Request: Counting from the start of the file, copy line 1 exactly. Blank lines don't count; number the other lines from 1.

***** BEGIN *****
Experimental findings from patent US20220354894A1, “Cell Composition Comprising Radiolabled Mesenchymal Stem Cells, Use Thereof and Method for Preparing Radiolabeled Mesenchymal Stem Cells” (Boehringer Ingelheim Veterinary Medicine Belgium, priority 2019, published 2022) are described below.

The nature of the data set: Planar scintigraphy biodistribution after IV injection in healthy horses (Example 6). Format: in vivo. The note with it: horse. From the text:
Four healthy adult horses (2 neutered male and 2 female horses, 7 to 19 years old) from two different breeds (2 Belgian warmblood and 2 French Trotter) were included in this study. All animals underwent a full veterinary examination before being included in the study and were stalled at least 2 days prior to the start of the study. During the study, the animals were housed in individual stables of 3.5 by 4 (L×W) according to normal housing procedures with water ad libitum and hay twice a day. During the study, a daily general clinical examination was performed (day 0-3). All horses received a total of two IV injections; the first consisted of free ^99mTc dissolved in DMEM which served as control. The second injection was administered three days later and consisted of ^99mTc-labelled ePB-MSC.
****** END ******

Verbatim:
Experimental findings from patent US20220354894A1, “Cell Composition Comprising Radiolabled Mesenchymal Stem Cells, Use Thereof and Method for Preparing Radiolabeled Mesenchymal Stem Cells” (Boehringer Ingelheim Veterinary Medicine Belgium, priority 2019, published 2022) are described below.